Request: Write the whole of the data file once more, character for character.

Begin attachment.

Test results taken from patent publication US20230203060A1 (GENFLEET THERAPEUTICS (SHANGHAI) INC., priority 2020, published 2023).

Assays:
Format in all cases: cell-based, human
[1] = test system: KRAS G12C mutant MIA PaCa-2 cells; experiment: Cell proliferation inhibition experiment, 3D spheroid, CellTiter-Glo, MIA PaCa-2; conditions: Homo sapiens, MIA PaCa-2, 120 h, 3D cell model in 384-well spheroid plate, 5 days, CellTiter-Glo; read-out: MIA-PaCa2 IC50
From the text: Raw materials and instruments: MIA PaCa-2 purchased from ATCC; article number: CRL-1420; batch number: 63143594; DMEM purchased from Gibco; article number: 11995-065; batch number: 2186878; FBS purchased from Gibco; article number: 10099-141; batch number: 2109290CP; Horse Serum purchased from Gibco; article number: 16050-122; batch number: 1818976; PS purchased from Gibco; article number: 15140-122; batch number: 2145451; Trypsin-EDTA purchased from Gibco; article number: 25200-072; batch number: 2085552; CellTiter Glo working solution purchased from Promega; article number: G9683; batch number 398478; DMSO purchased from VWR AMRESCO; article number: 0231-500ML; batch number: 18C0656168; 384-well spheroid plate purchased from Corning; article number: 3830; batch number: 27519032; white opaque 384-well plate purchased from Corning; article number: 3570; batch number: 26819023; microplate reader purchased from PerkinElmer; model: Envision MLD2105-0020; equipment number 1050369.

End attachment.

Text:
Test results taken from patent publication US20230203060A1 (GENFLEET THERAPEUTICS (SHANGHAI) INC., priority 2020, published 2023).

Assays:
Format in all cases: cell-based, human
[1] = test system: KRAS G12C mutant MIA PaCa-2 cells; experiment: Cell proliferation inhibition experiment, 3D spheroid, CellTiter-Glo, MIA PaCa-2; conditions: Homo sapiens, MIA PaCa-2, 120 h, 3D cell model in 384-well spheroid plate, 5 days, CellTiter-Glo; read-out: MIA-PaCa2 IC50
From the text: Raw materials and instruments: MIA PaCa-2 purchased from ATCC; article number: CRL-1420; batch number: 63143594; DMEM purchased from Gibco; article number: 11995-065; batch number: 2186878; FBS purchased from Gibco; article number: 10099-141; batch number: 2109290CP; Horse Serum purchased from Gibco; article number: 16050-122; batch number: 1818976; PS purchased from Gibco; article number: 15140-122; batch number: 2145451; Trypsin-EDTA purchased from Gibco; article number: 25200-072; batch number: 2085552; CellTiter Glo working solution purchased from Promega; article number: G9683; batch number 398478; DMSO purchased from VWR AMRESCO; article number: 0231-500ML; batch number: 18C0656168; 384-well spheroid plate purchased from Corning; article number: 3830; batch number: 27519032; white opaque 384-well plate purchased from Corning; article number: 3570; batch number: 26819023; microplate reader purchased from PerkinElmer; model: Envision MLD2105-0020; equipment number 1050369.